Conservatives win control of London in dual blow to Brown

May 3rd, 2008 - 10:10 am ICT by admin  

A file-photo of Gordon Brown
London, May 3 (DPA) Conservative candidate Boris Johnson has been elected the new mayor of London, ousting veteran incumbent Ken Livingstone in a further blow to the ruling Labour Party of Prime Minister Gordon Brown. Results late Friday showed that Johnson, a maverick politician and journalist, won the support of 1.16 million Londoners in Thursday’s election, compared with 1.02 million for Livingstone, who became the city’s first mayor in 2000.

The outcome represents a dual blow to Brown, whose Labour Party suffered a major reverse in local elections earlier Friday, scoring its worst results in 40 years.

Johnson, 43, is the first Conservative mayor of London, a culturally and ethnically diverse metropolis of seven million people.

Results showed that a record number of Londoners - 2.5 million - voted Thursday, compared with two million in the last mayoral election in 2004.

Johnson, a 43-year-old journalist and Conservative member of parliament, is a colourful and eccentric figure whose politics are in stark contrast to those of Livingstone.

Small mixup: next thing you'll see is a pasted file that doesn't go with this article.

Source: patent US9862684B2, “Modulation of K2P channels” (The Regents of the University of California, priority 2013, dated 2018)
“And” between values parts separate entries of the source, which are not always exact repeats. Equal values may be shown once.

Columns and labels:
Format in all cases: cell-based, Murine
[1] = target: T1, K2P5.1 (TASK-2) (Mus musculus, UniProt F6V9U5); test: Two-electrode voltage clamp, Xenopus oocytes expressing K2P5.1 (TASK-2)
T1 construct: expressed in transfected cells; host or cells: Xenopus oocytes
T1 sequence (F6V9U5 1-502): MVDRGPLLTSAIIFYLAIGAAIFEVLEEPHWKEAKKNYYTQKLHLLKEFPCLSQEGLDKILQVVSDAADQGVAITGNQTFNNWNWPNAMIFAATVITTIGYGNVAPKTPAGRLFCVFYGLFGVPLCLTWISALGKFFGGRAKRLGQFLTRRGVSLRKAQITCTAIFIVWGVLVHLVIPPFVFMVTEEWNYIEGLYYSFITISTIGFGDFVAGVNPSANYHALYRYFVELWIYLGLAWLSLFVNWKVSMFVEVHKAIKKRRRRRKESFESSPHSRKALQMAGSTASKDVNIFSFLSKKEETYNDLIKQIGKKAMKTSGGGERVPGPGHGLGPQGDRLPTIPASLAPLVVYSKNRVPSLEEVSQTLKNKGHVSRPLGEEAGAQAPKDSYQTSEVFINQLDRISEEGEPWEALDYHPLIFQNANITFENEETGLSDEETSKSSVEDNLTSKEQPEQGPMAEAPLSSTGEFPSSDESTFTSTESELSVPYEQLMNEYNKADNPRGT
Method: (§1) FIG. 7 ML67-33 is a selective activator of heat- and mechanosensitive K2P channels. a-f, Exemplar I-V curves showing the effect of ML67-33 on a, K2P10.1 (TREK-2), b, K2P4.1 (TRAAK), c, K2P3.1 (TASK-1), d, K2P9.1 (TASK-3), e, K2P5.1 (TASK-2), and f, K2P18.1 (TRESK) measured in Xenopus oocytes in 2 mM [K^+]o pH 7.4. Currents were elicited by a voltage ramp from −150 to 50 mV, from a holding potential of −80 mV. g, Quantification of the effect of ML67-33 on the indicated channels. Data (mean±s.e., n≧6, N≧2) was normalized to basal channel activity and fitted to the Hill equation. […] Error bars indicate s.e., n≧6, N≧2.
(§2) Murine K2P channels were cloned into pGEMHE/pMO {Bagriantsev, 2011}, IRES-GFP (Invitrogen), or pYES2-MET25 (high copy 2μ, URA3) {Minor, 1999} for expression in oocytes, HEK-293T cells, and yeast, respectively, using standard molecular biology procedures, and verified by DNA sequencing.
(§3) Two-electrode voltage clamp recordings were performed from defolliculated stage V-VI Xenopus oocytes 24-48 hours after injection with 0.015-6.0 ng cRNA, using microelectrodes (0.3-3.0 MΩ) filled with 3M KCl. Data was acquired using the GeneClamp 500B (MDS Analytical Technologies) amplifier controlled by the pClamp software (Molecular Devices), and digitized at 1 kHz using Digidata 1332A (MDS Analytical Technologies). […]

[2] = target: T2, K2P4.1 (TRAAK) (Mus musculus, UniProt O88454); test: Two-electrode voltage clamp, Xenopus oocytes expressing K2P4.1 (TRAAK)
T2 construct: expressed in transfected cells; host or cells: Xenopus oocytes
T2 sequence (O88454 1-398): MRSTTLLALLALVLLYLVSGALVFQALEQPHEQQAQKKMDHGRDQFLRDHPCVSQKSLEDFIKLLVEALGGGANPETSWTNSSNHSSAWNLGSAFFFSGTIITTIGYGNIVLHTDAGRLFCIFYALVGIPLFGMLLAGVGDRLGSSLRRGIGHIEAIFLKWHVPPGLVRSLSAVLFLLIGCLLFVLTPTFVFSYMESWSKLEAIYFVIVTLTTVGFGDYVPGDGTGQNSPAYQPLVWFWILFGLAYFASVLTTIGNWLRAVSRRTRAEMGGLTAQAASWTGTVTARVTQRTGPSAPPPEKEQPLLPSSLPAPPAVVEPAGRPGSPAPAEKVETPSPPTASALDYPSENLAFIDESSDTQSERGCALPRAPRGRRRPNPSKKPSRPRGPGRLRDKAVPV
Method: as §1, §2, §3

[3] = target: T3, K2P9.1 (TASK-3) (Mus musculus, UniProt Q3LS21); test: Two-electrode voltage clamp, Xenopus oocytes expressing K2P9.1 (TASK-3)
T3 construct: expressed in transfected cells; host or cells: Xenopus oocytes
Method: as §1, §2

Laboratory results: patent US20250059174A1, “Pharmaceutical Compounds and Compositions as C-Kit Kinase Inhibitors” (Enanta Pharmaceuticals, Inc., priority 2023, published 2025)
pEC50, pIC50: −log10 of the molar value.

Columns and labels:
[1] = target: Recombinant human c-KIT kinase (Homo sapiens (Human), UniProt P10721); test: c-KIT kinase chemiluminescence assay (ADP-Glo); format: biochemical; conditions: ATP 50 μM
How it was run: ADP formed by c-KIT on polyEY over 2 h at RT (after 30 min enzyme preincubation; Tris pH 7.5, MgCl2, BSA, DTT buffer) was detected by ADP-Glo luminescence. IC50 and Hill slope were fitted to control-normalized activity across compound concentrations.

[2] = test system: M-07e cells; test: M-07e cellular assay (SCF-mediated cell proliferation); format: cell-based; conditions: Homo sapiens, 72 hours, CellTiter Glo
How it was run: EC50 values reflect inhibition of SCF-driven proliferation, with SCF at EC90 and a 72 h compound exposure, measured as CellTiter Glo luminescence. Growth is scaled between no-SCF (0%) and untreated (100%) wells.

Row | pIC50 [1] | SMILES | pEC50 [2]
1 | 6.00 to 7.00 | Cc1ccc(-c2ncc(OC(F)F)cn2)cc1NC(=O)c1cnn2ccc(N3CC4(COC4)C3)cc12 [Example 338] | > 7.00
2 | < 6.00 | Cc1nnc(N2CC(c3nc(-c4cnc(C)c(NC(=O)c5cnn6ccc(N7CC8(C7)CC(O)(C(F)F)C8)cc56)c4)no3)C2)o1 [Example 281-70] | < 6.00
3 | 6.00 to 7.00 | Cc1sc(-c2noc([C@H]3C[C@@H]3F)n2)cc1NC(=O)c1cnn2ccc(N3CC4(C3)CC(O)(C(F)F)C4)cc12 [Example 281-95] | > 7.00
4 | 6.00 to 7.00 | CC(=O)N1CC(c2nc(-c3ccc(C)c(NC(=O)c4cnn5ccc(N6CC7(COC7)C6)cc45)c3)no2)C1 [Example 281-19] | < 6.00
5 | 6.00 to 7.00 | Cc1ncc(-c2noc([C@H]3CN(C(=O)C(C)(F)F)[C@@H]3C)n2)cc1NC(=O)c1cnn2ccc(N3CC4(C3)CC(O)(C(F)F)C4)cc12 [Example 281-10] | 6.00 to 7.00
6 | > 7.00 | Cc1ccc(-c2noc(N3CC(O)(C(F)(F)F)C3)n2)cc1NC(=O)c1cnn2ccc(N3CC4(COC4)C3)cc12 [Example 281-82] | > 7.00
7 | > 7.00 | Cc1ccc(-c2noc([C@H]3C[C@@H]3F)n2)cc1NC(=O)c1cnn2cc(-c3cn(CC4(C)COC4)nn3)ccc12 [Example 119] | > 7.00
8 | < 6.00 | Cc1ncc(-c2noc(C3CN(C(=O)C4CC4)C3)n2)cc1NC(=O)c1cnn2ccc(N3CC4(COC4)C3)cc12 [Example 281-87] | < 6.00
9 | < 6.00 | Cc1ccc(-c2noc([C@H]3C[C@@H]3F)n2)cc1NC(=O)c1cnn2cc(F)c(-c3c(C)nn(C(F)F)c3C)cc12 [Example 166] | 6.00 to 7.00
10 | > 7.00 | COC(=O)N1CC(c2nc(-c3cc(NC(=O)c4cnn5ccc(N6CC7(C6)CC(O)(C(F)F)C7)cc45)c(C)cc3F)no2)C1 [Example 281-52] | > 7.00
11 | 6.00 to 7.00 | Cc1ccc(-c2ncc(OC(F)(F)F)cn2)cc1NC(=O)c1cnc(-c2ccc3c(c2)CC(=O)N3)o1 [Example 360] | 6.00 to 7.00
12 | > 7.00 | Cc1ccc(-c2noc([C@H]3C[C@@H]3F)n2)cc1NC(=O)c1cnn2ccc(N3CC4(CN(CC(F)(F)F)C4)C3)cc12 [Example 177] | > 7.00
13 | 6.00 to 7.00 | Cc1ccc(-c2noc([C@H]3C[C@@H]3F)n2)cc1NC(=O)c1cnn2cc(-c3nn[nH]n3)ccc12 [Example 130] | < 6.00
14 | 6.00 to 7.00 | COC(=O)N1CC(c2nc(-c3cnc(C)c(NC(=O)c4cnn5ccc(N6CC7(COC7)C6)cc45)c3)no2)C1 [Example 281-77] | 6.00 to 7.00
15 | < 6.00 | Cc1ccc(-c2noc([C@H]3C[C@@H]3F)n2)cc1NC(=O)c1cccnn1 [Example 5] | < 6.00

His victory backs a trend away from Labour, already apparent in local elections in large parts of England and in Wales, and marks a triumph for the Conservatives at the national level.

Commenting on the humiliating losses for Labour in the local elections, Brown said Friday that he would “learn the lessons” and “listen and lead”.

“It’s clear to me that this has been a disappointing night, indeed a bad night for Labour,” Brown said.

Final results Friday evening showed that Labour lost a staggering 331 council seats, while the Conservatives gained 259 seats and the Liberals increased their presence by 34 seats.

The results also confirmed BBC research that Labour had slipped to third place in the ranking of Britain’s leading political parties.

The Labour Party’s projected share of the national vote dropped to 24 percent, compared with 44 percent for the Conservatives and 25 percent for the Liberal Democrats.

David Cameron, leader of the opposition Conservatives, said the local election result was a “vote of confidence” in the Conservative Party.

The elections were the first important popularity test for Brown since he took over power from Tony Blair in June 2007.

While Brown loyalists attempted to attribute the slump to parliamentary “mid-term blues,” critics spoke of a “nightmare result”.

The Conservatives hailed their gains as a “big step forward” in their aim to unseat Labour at the next general election, due in May 2010 at the latest.

Brown blamed “difficult economic circumstances” for Labour’s poor showing.

“I think people want to be assured, and indeed people are questioning and want to be assured, that the government will steer them through these difficult times,” he said.

“The test of leadership is not what happens in a period of success but what happens in difficult circumstances.”

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